Díaz pitches in with Puerto Rico relief efforts

January 19th, 2020

NEW YORK -- When a catastrophic earthquake struck his native Puerto Rico early on the morning of Jan. 7, felt nothing as he slept in his home in Maunabo, a small town near the island’s southeastern coast. He awoke to phone calls from his parents and siblings, who filled him in on the tragedy unfolding elsewhere on the island.

Soon after, Díaz decided to do something about it, gathering his family members together to hatch a plan. He and his wife shopped for supplies and recruited a small army -- Díaz’s parents, his siblings, his niece and nephew and lots of friends, about 40 people in total -- to make the two-hour drive west to Peñuelas.

There, Díaz saw the extent of destruction that a series of earthquakes and aftershocks have wreaked in Puerto Rico since late December. Some houses were destroyed, others badly damaged. People nursed injuries. Many prominent Puerto Ricans -- including former Mets first baseman Carlos Delgado -- milled about, helping in whatever ways they could.

“When we first got there, it was really impactful,” Díaz said last week in a telephone interview, speaking through an interpreter. “It’s good to be able to use your resources and be able to help other people, because it’s definitely a sad time. It feels good to see people put a smile on their face when they see you.”

The earthquakes marked the latest natural disaster in Puerto Rico, which is still recovering in many ways from the destruction of Hurricane Maria in Sept. 2017. Díaz, who was on the Mariners when that storm struck, rushed home after the season to take part in relief efforts.

While the recent quakes may have affected fewer Puerto Ricans than Maria did, they have still caused significant damage, uprooting families and turning lives upside-down. Even in relatively unaffected areas, much of the island lost power after the Jan. 7 quake, which was followed by a rapid series of aftershocks. The entire episode lasted weeks; even today, the island remains on alert. For those in the hardest-hit areas, recovery efforts won’t end anytime soon.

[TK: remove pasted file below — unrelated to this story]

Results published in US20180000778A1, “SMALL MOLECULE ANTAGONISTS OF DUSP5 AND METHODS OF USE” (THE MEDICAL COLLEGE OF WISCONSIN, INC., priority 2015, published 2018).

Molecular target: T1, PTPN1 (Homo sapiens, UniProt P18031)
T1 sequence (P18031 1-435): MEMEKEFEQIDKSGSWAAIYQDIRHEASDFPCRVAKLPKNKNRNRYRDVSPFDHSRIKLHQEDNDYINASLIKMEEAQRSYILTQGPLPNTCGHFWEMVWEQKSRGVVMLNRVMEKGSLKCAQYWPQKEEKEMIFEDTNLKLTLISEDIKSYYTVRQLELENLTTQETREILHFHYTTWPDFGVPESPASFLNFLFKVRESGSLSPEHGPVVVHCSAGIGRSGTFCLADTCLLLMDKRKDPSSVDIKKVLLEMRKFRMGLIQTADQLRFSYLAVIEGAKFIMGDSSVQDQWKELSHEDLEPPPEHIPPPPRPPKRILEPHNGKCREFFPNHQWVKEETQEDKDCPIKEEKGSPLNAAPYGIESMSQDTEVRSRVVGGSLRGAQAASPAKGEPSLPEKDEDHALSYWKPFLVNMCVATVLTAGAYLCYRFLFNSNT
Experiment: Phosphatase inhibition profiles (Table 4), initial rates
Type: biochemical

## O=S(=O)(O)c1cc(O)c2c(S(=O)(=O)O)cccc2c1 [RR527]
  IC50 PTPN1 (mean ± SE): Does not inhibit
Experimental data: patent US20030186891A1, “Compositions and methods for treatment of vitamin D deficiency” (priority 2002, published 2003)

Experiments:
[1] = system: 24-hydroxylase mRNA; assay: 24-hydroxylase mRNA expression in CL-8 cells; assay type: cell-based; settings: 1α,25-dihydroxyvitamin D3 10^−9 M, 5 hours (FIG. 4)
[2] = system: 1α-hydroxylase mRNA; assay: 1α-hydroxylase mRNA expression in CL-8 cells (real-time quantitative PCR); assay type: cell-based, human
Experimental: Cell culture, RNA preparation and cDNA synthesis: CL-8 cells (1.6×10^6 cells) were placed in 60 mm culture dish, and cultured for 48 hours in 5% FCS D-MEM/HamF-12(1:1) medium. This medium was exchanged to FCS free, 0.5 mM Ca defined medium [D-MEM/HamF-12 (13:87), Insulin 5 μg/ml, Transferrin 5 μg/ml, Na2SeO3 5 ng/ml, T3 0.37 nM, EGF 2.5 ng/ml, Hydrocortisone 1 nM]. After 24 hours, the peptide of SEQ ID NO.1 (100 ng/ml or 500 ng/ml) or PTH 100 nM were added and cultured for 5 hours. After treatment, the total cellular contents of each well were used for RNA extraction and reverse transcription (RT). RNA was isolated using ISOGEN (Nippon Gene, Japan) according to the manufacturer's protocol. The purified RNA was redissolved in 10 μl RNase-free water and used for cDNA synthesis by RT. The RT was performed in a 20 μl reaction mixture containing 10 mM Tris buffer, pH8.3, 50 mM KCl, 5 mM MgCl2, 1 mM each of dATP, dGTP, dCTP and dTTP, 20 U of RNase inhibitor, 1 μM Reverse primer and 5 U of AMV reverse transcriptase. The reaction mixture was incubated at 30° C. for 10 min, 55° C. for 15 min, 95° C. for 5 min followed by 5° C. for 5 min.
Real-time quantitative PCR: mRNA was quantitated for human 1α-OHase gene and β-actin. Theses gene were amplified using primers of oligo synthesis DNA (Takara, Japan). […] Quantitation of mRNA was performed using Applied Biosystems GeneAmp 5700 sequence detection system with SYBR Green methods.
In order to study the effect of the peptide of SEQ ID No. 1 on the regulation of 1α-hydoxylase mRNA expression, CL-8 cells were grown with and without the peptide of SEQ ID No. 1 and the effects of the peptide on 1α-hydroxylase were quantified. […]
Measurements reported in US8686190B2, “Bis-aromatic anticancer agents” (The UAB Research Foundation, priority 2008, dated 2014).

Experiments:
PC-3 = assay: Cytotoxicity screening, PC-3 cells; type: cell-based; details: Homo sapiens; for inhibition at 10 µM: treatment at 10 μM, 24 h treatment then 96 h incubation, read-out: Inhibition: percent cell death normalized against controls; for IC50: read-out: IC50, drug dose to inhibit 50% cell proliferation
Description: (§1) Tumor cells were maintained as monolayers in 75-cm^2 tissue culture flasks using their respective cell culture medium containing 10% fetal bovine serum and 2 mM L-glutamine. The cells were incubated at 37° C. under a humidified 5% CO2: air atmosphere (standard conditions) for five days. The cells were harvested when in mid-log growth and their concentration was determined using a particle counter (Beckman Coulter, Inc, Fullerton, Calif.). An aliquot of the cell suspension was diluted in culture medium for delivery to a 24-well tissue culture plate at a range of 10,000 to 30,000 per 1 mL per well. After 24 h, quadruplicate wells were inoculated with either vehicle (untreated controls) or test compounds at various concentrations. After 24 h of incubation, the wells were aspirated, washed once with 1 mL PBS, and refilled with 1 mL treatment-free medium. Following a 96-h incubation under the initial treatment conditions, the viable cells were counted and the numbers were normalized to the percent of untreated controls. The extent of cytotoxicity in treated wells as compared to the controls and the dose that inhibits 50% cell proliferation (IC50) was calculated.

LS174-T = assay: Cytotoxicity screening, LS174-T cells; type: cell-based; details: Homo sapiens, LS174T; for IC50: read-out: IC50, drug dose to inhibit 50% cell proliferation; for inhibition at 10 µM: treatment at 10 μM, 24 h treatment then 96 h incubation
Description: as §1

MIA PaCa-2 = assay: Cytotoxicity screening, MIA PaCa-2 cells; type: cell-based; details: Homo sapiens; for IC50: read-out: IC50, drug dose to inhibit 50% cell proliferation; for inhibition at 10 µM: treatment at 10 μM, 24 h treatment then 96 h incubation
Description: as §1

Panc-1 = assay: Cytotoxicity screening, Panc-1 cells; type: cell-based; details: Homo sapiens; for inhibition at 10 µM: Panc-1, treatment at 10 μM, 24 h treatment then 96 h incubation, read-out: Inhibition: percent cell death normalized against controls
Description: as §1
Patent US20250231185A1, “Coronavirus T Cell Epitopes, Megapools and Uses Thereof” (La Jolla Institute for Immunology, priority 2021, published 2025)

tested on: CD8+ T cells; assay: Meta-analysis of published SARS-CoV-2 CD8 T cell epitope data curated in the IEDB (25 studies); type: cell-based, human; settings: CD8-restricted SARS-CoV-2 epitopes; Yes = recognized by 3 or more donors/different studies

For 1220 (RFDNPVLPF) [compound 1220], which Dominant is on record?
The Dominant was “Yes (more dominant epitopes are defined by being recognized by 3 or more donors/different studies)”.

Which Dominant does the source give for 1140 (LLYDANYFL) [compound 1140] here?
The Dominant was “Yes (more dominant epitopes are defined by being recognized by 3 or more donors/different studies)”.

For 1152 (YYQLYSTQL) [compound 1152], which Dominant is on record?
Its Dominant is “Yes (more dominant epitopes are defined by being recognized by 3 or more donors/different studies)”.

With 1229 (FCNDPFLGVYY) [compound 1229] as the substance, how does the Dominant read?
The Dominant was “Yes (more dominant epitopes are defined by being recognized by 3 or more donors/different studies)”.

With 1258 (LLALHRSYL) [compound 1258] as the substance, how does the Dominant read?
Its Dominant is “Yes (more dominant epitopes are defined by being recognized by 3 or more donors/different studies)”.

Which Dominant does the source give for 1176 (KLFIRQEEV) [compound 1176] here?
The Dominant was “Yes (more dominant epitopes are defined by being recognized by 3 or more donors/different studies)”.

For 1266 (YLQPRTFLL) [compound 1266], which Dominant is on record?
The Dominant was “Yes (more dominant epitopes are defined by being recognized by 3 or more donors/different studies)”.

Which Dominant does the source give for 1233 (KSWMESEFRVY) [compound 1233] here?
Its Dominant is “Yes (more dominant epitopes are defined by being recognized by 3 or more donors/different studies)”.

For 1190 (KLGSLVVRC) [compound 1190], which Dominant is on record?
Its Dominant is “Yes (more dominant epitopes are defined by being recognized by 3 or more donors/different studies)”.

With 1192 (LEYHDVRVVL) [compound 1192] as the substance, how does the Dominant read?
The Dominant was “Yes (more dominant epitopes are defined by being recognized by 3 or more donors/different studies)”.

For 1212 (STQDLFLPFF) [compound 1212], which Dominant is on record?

When Díaz arrived in Peñuelas, a local politician assigned him to the Caracoles barrio -- or neighborhood -- where his crew wore orange-and-blue “Team Sugar” t-shirts as they handed out supplies, including water, paper towels, toiletries and first-aid kits.

“I don’t feel a responsibility [to help] -- it’s something that comes from the heart,” Díaz said. “I know that if we were in the same situation, other people from other towns nearby would be helping us out. And luckily for us, we have the resources to be able to gather ourselves, and we are able to go help other people out. We are all Puerto Ricans, so at the end of the day, if we can help each other out, that’s what’s best.”

Díaz has spent most of the winter working on himself, altering his offseason routine after posting a 5.59 ERA with seven blown saves in his first year with the Mets. That has included one-on-one time with new pitching coach Jeremy Hefner, as well as other Puerto Rico-based coaches. It has also meant throwing bullpen sessions earlier than he normally would, with the intent of reporting to Florida next month as confident as ever.

“I feel like I’ve really improved a lot on what I needed to fix,” he said. “A few weeks out now until we go to Spring Training, I feel like I’m at 100 percent of my capabilities. That I can really have a good season going into it. And I feel 100 percent that I will have a good year.”